More SMEs adopting digitalisation due to Covid-19


“Consumer spending with micro SMEs on our platform has grown 85% since the start of the movement control order (MCO) in March, ” said Mohd Khairil

PETALING JAYA: The lockdowns caused by the Covid-19 pandemic has resulted in more small and medium-sized enterprises (SMEs) adopting digitalisation and cashless payment solutions, according to Boost CEO Mohd Khairil Abdullah.

Since January, the user base of Boost, Malaysia’s homegrown e-wallet app, had grown by 75% while its merchants, especially SMEs, had jumped over 60%.

“Consumer spending with micro SMEs on our platform has grown 85% since the start of the movement control order (MCO) in March, ” said Mohd Khairil during the “Digitalisation of traditional businesses – what the future holds and the potential pitfalls” online discussion.

Other panelists in the online discussion were Malaysia Digital Economy Corp (MDEC) chief operating officer Datuk Ng Wan Peng and SME Association of Malaysia national vice-president CS Chin.

Mohd Khairil said the lockdowns had accelerated the growth of cashless payment solutions as businesses realised adopting some form of digitalisation was crucial to their survival.

“The lockdowns have forced a lot of re-thinking among SMEs. If you look at all our online related payments this year, they have grown by 2.2 times in the three months since the start of the MCO, ” he said.

Mohd Khairil also cited a famous case study using M-Pesa, a mobile phone-based money transfer, payments and micro-financing service, launched by Safaricom Ltd and Vodafone Group in 2007.

“I remember Christopher Tiffin (former Boost CEO and chief financial officer of Safaricom) telling us that among the reasons for the explosive growth of M-Pesa was the Ebola virus outbreak. It made it very necessary for people to move to cashless transactions, ” he said.

Ng said most traditional SMEs found it difficult to understand how they can become digitally-empowered.

She also noted that many SMEs don’t have the right digital skill sets in their workforces.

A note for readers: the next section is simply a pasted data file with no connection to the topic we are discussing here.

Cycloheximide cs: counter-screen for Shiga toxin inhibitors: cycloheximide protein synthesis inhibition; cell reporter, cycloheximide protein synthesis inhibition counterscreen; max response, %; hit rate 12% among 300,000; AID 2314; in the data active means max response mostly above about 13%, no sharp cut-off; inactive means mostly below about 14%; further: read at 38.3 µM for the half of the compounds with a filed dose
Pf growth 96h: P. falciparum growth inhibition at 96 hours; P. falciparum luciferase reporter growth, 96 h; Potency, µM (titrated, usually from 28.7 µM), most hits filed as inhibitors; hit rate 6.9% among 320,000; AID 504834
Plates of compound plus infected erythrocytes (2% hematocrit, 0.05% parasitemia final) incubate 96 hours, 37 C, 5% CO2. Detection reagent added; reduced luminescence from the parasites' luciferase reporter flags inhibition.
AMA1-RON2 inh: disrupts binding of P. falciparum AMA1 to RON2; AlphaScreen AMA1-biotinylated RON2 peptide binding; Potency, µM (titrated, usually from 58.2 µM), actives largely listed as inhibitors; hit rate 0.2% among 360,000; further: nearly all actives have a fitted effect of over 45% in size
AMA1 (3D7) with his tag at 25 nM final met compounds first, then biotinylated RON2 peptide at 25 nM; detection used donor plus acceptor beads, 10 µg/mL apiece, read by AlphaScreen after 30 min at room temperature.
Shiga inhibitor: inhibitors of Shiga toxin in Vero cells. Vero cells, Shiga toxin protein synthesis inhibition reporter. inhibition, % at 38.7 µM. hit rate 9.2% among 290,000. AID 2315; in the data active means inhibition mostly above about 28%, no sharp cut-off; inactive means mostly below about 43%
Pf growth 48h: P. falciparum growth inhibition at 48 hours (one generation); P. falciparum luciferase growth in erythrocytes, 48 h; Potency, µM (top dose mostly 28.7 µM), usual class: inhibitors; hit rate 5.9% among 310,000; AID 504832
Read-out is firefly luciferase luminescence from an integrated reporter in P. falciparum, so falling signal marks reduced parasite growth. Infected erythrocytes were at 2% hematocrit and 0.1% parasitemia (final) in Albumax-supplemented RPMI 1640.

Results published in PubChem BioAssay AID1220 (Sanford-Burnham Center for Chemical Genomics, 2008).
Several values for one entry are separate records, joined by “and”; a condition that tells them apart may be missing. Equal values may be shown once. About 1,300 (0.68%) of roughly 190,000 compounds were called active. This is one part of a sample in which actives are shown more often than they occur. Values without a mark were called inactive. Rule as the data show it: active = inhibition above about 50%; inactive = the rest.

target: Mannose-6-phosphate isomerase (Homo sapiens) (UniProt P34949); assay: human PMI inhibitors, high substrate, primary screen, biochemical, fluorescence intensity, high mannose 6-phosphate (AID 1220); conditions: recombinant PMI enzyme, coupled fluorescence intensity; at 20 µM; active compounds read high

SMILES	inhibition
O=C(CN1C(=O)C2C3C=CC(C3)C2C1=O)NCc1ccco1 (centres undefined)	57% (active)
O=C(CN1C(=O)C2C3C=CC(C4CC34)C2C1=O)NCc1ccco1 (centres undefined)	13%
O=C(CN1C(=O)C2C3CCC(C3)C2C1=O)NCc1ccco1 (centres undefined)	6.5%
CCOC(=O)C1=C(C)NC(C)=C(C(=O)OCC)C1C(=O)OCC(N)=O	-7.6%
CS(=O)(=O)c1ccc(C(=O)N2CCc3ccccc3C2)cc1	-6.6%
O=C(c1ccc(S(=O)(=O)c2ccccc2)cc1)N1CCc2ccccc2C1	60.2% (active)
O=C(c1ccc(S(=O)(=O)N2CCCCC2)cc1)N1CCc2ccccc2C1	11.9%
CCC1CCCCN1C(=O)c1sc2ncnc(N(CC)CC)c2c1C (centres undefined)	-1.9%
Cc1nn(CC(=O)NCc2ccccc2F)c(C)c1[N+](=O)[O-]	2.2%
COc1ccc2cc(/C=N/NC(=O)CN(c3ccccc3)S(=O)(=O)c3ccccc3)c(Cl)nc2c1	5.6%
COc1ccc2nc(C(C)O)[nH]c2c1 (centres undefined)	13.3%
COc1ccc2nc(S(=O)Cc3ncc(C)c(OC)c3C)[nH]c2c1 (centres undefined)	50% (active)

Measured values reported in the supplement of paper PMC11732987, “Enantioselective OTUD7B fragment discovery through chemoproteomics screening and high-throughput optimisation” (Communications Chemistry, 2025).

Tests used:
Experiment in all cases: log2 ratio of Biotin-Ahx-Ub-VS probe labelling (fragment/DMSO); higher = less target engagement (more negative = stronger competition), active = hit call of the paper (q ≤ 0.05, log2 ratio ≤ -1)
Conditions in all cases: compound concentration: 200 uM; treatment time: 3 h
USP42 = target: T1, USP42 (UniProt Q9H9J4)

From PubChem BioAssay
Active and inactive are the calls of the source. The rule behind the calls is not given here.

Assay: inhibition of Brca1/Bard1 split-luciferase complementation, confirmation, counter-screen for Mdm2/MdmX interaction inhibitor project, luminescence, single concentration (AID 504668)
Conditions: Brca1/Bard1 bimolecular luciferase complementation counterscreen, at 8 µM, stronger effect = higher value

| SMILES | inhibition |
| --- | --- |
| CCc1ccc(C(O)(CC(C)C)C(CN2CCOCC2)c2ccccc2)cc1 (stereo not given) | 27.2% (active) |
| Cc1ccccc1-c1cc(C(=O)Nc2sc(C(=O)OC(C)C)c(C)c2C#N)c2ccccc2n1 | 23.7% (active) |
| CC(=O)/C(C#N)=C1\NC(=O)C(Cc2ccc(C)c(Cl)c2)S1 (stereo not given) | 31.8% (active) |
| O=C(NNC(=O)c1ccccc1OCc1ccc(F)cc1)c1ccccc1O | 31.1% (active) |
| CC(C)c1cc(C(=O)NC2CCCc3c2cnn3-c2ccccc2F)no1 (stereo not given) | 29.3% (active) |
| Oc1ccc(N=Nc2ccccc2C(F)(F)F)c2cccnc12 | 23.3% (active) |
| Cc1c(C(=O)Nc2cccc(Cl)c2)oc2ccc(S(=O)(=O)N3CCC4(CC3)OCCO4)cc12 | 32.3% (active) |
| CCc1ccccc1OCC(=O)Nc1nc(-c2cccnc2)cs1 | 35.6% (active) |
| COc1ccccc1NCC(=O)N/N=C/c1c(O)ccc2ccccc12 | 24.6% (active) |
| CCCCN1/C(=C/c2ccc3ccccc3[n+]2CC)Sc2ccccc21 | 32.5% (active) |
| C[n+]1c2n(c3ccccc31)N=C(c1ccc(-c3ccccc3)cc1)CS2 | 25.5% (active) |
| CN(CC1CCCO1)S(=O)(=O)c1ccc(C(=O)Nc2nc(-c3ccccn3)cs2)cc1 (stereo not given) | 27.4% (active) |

“For many small Malaysian businesses, they need us to go out to them and talk to them, and then handhold them. We had to run a lot of training classes; and have accelerators (outcome-driven programmes) to help them embark on the digitalisation journey, ” said Ng.

The government is providing matching grants to SMEs for them to digitise their businesses.

Bank Simpanan Nasional (BSN) in co-operation with SME Bank and MDEC will channel RM500mil of matching grants over a five-year period, which will benefit 100,000 SMEs.

The government will fund the eligible companies 50% of the cost of digital services they subscribe to or up to RM5,000 for the first 100,000 SMEs every year.

In July, MDEC also introduced the #SMART Automation Grant (SAG) to expand support for SMEs to make the digital leap.

The SAG is available for 50% of the total project cost or up to a maximum grant cap of RM200,000, whichever is lower.

However, Chin said the take-up rate for the matching digitalisation grants was low, partly due to low awareness and a pessimistic mindset among SME owners.

“There is an attitude issue – I would never get a grant, it is difficult to apply, etc. This is not wholly untrue. The application process can be tedious – you have to go to the bank during the MCO, and endure the long queues, ” he said.

Ng said MDEC understood it needed to reach out to more people, and has undertaken programmes such as eUsahawan to empower youths and micro SMEs.

“We provide training, and also mentoring services. And then, they themselves become a community and support each other. We have now consolidated all our e-commerce initiatives under a platform called Go-eCommerce where training materials and a list of partners are available.”

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